In terms of a group, I like groups better because they’re a really fun place to provide value and build the community. Which, a new Facebook, that’s its hidden power is that it allows you to really create that platform around yourself. Showcase it to the world, build your expertise and build a community. I don’t know any other platform where you can really get known that fast for something particular as you can in Facebook.

With a group, I think it’s a very nice area to build that community, share your knowledge. Often when we have clients who say, “I would like to build a forum or a place where I can do more of those interactive activities,” and if they don’t have a very big base already where it wouldn’t necessarily make sense for them to invest in that kind of technology and maintenance, then we always recommended them why don’t you set up a group on Facebook. Build it there because it gives you a lot of the same capabilities. It gives you a discussion wall. It lets you email the members.

The only down side to that, and the only down side to all of Facebook is that you don’t own any of it. You don’t have ownership, Facebook does. Let’s say they do kick you off the account, or something happens and you lose that. Then you’ve lost your community. I still think it’s valuable because people don’t necessarily forget.

Even if let’s say something happens, and your group disappears or you are kicked off on Facebook for some reason, you still have that foot print there. And so I still think it’s a valuable tool, despite that one downside there.

Anita Campbell: So, I’ve set up a Facebook group page then, Shama. What do I do actually with that page? I mean, walk us through some of the things you might suggest to a client, for example, on how should you use that Facebook group page. What do you do? What do you put on it, how often, and so on?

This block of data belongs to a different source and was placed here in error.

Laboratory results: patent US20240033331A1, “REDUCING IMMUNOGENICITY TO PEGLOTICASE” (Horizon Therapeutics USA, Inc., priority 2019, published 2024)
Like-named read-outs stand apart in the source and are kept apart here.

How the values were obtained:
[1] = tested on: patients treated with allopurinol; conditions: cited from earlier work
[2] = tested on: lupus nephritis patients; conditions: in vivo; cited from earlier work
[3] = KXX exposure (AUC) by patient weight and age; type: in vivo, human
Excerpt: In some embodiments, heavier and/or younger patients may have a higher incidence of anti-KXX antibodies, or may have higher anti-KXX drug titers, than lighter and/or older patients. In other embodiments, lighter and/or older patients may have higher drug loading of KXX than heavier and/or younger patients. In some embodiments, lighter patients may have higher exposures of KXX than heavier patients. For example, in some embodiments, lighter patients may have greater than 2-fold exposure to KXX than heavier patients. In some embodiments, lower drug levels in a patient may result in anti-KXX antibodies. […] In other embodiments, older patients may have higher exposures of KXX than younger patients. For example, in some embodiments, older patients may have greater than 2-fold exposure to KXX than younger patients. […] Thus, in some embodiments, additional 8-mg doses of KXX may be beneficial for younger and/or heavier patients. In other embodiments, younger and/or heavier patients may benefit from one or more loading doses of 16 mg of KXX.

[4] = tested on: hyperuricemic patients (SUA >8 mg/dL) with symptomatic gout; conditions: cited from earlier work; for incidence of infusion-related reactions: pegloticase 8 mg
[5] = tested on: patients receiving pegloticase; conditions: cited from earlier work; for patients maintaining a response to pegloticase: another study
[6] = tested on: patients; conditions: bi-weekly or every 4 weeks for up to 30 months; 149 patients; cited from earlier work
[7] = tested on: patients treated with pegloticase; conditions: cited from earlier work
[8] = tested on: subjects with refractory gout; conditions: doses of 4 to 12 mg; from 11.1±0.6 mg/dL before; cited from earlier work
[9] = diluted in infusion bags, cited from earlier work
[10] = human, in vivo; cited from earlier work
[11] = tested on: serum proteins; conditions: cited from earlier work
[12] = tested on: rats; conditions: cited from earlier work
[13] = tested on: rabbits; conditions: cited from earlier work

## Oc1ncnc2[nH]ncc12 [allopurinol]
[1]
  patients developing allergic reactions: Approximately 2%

Shama Hyder: Are you asking me specifically about the page, or the group, or both?

Anita Campbell: Actually, the group, a Facebook group.

Shama Hyder: Right. The Facebook groups are fun. The first thing you want to do is start getting the word out, build up your membership base. It also has a really nice feature of videos, and so first thing; I’ll just walk you through what I did to build up my group.

The first thing I did, because I knew I wanted to take this and really build it out, I bought a domain name, and forwarded it to the Facebook group, because Facebook group names tend to be very long, you don’t have a personalized group name that you can send to people to, so I bought activeblueprint.com for example and forwarded it along to my Facebook group page.

Now whenever I want to ask someone to join our community, I can send them to a very easy domain name, rather than going to Facebook and search for it. That’s a basic step you want to do while setting it up. The other thing I did was Facebook groups have a really nice video feature, right? So I went into the video feature and I picked three clips of me speaking that I thought shared valuable information that I had gotten good feedback on.

I put it there as initial content. I chose interactive content for a reason. I wanted it, to be, again, interactive. I wanted people to come there, click on it, see the video, and get a feel for who was behind this. One thing you definitely want to do is set up where when you sign up into a group; it gives you an area to explain about.

That’s a really nice place to tell a story, and to share why you are doing what you’re doing. That’s the area I shared my story in, and said this is how I’ve grown my business from a single printer to a full firm and this is my way of passing on the knowledge and sharing my expertise and make the most of it.